Yesterday, LinkedIn reported Q4 2011 earnings, beating the street with $167.7 million in revenue (analysts expected $159.72 million in revenue) an increase of 105% compared to Q4 2010 revenue of $81.7 million. Net income for the fourth quarter was $6.9 million, compared to net income of $5.3 million for the fourth quarter of 2010.
That’s not too shabby.
However, lately, I have been wondering how much of LinkedIn’s success will depend upon the economic times. Granted, I understand that can be said for business in general, but LinkedIn has a somewhat unique position.
A percentage of LinkedIn’s revenue is earned through advertising dollars being spent on the site. Another percentage of LinkedIn’s revenue is derived from user subscriptions to the social network’s premium features and also from its employer job listing services.
In bad economic times, more users would (maybe) use the site in an attempt to find a job. But let’s not forget, there are other sites that allow people to find jobs (e.g. Monster, Dice, etc) so it’s not a guarantee that the site would see more active users, but for argument’s sake, let’s just say ad revenue will probably be unaffected (relative to overall industry ad spending).
When it comes to job listings, in a poor economy, less companies are hiring, meaning job listings are going to be down on the site. When it comes to LinkedIn’s premium user subscriptions in bad economic times, I don’t think it is as easy to predict. Some people may be willing to pay the monthly subscription, some may not and just opt to use the free features of the site but I think most people would probably invest in a subscription if they felt it provided a better opportunity to land a full-time job.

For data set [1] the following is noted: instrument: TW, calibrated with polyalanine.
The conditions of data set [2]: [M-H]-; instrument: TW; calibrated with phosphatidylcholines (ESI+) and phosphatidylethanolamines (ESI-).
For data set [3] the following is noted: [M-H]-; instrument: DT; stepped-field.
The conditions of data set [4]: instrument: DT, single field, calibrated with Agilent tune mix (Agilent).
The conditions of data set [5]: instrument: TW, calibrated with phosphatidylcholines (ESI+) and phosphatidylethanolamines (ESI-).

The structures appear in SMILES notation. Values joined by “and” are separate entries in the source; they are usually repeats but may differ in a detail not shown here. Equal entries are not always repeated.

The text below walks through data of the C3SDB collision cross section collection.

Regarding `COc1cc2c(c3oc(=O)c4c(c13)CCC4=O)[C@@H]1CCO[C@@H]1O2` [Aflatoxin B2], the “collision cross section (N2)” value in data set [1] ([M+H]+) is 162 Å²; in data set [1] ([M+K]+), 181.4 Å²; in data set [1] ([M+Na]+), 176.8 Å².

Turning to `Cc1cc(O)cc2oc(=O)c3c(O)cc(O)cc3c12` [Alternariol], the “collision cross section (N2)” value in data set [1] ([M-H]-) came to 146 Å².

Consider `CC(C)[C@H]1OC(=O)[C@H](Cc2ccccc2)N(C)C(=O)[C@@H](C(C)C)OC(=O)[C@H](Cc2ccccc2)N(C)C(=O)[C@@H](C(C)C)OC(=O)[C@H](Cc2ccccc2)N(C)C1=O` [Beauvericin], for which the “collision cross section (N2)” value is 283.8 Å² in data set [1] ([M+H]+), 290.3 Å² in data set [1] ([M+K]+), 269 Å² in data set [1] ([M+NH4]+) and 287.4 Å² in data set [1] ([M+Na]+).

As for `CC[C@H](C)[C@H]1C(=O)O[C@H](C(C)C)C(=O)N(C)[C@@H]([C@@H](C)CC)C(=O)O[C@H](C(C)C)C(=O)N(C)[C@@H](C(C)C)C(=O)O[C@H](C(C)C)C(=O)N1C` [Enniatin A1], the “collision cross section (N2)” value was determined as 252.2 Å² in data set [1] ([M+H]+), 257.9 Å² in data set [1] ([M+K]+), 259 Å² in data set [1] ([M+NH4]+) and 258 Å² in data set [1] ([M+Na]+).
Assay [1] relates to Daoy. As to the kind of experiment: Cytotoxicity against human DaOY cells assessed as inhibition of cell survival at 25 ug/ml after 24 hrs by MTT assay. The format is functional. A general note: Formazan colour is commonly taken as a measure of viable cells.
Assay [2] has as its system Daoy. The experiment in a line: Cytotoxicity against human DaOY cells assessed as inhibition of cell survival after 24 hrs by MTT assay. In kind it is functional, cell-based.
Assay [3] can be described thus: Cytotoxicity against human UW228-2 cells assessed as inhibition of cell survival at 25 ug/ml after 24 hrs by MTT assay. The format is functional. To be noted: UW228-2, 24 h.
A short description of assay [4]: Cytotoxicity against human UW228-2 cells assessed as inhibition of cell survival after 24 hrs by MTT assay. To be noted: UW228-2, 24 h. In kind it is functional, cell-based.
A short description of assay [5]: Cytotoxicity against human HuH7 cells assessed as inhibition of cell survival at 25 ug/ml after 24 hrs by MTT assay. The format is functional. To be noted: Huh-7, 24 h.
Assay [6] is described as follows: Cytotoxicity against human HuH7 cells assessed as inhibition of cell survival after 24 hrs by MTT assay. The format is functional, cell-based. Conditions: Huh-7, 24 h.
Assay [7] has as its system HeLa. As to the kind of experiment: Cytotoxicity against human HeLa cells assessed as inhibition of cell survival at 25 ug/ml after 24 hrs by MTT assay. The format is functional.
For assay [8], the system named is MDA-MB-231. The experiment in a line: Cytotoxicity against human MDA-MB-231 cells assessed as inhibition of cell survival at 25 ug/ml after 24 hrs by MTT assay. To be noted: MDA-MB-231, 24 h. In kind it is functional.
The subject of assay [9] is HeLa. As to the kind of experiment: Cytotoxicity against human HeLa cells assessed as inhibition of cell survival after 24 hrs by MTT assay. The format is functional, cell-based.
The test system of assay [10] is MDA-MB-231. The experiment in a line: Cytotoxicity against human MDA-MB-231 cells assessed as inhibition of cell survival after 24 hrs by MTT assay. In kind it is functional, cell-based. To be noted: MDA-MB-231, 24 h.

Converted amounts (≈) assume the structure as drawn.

Ad revenue unaffected or potentially up, more paying user subscriptions, and job listings down still paints a pretty picture for LinkedIn. In fact, it seems it could benefit LinkedIn if the economy isn’t doing too well.
If the economy is booming and everyone is doing well, companies are probably looking to expand which means hiring, so for LinkedIn job listings would be up but less people may be spending time on the site which could hurt ad revenue and also paying user subscription numbers.
I don’t know know of any data that has been compiled (yet) that really puts my thoughts to the test here, but it would be interesting to keep an eye on as the economy improves. One of the major differences between Facebook, Twitter, and LinkedIn is that people will go on Facebook and Twitter regardless of their employment situation, the same I’m not sure can be said for LinkedIn.
What do you think of LinkedIn as a long-term investment?